General Motors and Honda have announced an agreement for new advanced battery components for electric vehicles, so as to accelerate both carmakers’ plans for all-electric vehicles.
Under this agreement, Honda will source the battery modules from GM. The next-generation battery will deliver higher energy density, smaller packaging and faster charging capabilities for both companies’ future products that are mainly for the North American market.
“This new, multi-year agreement with Honda further demonstrates General Motors’ capability to innovate toward a profitable electric portfolio,” said Mark Reuss, General Motors' executive vice-president of global product development, purchasing and supply chain. “GM’s decades of electrification experience and strategic EV investments alongside Honda’s commitment to advancing mobility will result in better solutions for our customers and progress on our zero emissions-vision.”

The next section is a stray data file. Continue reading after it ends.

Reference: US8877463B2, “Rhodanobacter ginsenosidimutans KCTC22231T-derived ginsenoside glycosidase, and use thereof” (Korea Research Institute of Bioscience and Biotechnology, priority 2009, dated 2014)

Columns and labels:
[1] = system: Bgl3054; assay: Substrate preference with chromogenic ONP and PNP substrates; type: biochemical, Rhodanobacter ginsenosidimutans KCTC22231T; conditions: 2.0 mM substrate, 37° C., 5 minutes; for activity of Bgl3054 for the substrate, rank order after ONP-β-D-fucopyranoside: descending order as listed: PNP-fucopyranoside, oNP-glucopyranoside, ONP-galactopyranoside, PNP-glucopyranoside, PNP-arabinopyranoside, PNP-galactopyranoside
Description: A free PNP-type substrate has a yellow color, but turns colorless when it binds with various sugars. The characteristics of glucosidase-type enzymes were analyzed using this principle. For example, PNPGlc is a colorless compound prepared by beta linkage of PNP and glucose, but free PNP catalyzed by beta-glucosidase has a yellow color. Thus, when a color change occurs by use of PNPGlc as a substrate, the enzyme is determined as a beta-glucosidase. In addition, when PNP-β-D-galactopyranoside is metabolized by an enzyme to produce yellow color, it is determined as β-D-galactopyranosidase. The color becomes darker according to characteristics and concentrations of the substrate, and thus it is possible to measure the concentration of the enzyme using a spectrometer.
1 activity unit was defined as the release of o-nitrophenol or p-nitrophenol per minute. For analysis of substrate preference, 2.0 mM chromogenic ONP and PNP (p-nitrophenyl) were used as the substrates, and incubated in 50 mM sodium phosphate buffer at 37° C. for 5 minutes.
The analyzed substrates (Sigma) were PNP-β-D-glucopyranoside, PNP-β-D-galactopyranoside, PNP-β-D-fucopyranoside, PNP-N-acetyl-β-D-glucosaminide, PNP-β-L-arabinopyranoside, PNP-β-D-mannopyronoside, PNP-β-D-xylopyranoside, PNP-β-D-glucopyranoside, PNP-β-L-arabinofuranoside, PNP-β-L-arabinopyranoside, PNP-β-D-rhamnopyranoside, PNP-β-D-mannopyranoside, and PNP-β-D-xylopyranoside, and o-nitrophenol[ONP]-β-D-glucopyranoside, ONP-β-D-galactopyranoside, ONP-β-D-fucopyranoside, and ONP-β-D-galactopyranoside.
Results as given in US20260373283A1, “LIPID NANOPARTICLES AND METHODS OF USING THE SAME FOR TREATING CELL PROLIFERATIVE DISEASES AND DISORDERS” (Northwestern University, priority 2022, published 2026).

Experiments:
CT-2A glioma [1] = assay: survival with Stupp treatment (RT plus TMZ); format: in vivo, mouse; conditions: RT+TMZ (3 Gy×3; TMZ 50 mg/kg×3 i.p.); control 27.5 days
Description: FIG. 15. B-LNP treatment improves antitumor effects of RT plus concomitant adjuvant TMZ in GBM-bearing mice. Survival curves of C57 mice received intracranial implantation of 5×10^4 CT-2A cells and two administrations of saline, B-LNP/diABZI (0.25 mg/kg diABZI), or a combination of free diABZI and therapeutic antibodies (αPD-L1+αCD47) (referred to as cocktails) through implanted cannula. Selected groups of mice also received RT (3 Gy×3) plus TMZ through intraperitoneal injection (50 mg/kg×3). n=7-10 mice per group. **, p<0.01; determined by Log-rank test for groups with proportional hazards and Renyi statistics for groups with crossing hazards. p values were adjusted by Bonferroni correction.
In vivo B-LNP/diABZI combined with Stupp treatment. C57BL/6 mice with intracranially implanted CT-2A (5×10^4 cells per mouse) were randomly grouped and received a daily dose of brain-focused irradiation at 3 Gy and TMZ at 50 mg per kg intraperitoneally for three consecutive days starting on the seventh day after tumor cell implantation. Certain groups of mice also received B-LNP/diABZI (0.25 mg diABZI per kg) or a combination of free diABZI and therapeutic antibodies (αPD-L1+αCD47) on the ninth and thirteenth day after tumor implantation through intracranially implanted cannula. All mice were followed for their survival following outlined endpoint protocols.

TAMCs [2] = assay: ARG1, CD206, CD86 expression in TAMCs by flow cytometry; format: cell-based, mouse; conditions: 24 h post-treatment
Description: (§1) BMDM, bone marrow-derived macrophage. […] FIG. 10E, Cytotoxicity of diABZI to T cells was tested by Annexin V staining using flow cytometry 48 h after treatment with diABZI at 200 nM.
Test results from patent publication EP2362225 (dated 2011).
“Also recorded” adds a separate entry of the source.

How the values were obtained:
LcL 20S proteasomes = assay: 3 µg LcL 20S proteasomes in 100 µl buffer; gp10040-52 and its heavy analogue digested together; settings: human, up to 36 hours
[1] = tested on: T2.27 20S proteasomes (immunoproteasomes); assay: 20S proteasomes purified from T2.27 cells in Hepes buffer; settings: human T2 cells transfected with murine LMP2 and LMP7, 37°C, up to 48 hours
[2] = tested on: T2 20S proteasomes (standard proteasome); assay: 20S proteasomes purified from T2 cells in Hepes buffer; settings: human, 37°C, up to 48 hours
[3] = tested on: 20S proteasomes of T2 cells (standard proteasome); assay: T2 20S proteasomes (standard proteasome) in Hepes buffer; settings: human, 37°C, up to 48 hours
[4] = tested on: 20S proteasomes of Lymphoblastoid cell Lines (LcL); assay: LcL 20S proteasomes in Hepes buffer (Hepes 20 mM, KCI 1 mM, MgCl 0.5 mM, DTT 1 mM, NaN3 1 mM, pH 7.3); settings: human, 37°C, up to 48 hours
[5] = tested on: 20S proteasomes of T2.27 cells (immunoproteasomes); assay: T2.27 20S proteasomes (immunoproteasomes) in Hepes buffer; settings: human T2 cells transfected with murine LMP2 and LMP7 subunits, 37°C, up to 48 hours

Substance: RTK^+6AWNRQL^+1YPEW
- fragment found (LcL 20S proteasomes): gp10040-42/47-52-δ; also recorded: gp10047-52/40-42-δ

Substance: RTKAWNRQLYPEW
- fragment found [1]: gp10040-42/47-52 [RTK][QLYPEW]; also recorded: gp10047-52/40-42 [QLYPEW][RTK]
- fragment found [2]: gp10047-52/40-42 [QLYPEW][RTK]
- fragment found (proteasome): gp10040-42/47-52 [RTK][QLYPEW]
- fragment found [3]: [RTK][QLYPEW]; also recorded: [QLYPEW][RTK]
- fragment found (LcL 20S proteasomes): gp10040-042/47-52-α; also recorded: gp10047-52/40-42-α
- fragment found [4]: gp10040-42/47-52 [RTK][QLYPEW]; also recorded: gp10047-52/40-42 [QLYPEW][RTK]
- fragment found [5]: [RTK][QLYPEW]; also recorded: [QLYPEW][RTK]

GM and Honda already have a proven relationship around electrification; having formed the industry’s first manufacturing joint venture to produce an advanced hydrogen fuel cell system in the 2020 time frame. The integrated development teams are working to deliver a more affordable commercial solution for fuel cells, as well as hydrogen storage systems.
“In addition to our ongoing joint development and production of fuel cells, this battery component collaboration will enable us to take a new step toward the realization of a sustainable society,” said Takashi Sekiguchi, chief officer for Automobile Operations and managing officer of Honda.
Late in 2017, GM had announced the development of two new all-electric vehicles based on the Bolt (due to launch in the next 18 months) following which will be at least 17 new all-electric vehicles, due as early as 2023.